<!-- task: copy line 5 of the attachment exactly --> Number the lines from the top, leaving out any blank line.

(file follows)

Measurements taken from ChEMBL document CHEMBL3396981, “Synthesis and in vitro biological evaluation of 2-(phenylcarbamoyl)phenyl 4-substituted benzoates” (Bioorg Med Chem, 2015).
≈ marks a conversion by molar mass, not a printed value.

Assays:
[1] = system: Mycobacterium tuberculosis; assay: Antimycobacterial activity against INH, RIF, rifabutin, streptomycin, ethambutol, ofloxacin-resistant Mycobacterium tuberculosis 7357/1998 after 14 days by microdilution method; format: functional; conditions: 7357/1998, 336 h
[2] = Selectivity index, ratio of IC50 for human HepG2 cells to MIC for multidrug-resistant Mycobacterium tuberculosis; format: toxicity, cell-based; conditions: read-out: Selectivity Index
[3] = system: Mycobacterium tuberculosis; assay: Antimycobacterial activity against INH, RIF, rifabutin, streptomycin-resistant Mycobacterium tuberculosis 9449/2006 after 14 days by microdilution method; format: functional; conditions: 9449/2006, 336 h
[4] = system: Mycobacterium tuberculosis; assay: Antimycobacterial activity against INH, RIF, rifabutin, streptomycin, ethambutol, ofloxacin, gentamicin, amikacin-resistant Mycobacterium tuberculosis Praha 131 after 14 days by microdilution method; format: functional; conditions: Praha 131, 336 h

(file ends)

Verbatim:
[2] = Selectivity index, ratio of IC50 for human HepG2 cells to MIC for multidrug-resistant Mycobacterium tuberculosis; format: toxicity, cell-based; conditions: read-out: Selectivity Index